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My Turn



Op Ed - My Turn - Cornelius Hogan, Plainfield, VT

How I Will Know When the Country is on the Right Track Again

I was in a position to have an impact on the health care debate in my little state in the 90's. But I didn't. I wish I had. At the time I was Secretary of Human Services for Vermont. Things on the health care front were doing well. At our best, out of a population of 620,000 people, only 42,000 didn't have health care coverage. Virtually all of our children did. As a result we were lauded as having one of the highest percentages of people having health care at 93%, with the prospect of covering everyone if we put our minds to it. Most of it was comprehensive health care. We were fat and happy.

Then the wheels came off. The price of health care started going through the roof and more and more people simply couldn't afford it. The federal government got enmeshed in a series of ideological battles that resulted in gridlock, even around the idea of covering our children. Various states, including mine, tried a variety of things to upright the situation, but things continued to get worse. The number of people uninsured in Vermont has now reached 69,000 in a mere 6 years. We dropped from 93% insured to 89%, along with approximately one third of the workforce watering down their health care coverage with the use of health and medical savings accounts. (HSAs and MSAs).

The problem is accelerating. Even as Vermont (and quite a few other states) has tinkered together efforts to subsidize health care for those that can't afford it, the number of people opting out of coverage because of rising cost is rising faster than they can subsidize. Now, in this recessionary period, they have run out of money. It is very possible, that in little Vermont, which over the decades has prided itself on taking care of its people while balancing its budgets, will see 100,000 uninsured people in the near future. That will bring our uninsured rate down to 84%. These numbers look good in the face of what is happening nationally where there are 47,000,000 million uninsured, with 9,000,000 million being our children. THIS IS NOT ACCEPTABLE.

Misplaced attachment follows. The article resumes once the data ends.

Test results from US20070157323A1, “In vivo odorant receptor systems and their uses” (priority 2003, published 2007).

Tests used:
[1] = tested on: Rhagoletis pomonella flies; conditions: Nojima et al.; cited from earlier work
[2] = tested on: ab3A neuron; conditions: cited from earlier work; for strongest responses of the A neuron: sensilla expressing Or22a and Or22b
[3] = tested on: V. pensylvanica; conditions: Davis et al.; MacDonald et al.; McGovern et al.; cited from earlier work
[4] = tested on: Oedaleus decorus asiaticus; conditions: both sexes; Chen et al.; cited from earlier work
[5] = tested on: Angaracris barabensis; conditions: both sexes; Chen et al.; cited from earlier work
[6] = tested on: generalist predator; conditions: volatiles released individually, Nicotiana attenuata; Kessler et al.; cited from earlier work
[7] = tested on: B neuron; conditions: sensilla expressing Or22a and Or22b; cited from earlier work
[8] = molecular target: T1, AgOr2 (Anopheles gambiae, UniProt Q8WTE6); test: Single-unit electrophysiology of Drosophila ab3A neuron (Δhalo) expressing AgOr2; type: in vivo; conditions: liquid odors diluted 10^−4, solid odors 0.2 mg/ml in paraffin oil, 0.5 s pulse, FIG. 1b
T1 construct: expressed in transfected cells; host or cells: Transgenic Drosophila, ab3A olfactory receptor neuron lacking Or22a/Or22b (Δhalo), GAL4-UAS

An expression of the problem hit home for me during one of the Democratic debates in Iowa which was focusing on health care and economic security. At that time there were still seven candidates in the race. I remember vividly, Judy Woodruff from NPR asking two straightforward questions. The first question was "What do you think of the Medicare program?" Every candidate was unequivocal. Each extolled the virtues of Medicare, with one candidate even crowing that Medicare was the "crown jewel of our nation's health care system". Then Ms. Woodruff asked the follow-up. "Would you support a single payer health care program for the nation?" Each and every candidate firmly said 'No' with little elaboration. What hypocrisy!

What is it about this issue that brings politicians to their knees? Is it the sheer size and complexity of the problem? Is it the influence of the entrenched interests? Is it being out of touch with the suffering of regular people these days? Whatever the reason, we are being let down by the very people who could do something about this problem.

Over the last 9 years, I've had the privilege of working in nine different countries, including England, N. Ireland, Scotland, Norway, Denmark, Holland, Australia, Israel, and even Chile. I mention them, not for frequent flyer bragging rights, but to enumerate them in the context of each and every one having a health care system that covers ALL of their citizens. None of them have perfect programs. Each has significant challenges that must be met. But they cover all their citizens at about half what it costs us and with ever increasing quality, many of them matching or exceeding the quality of our health care system.

The United States faces many challenges and world wide responsibilities. Our economy is laboring, our middle class is shrinking, many of our schools are wanting, and we are in a fundamental struggle with extremists around the world. All of those challenges must be met, and given our history, over time, will be. But until we achieve one of the most fundamentally important challenges of our lives, namely having high quality health care for EVERY citizen of this nation, at a cost that ALL people can afford, we will not be able to successfully deal with the multiple challenges facing us. The current health care situation is the canary in the national coal mine.

By Cornelius Hogan
Hogan lives in Plainfield, Vermont

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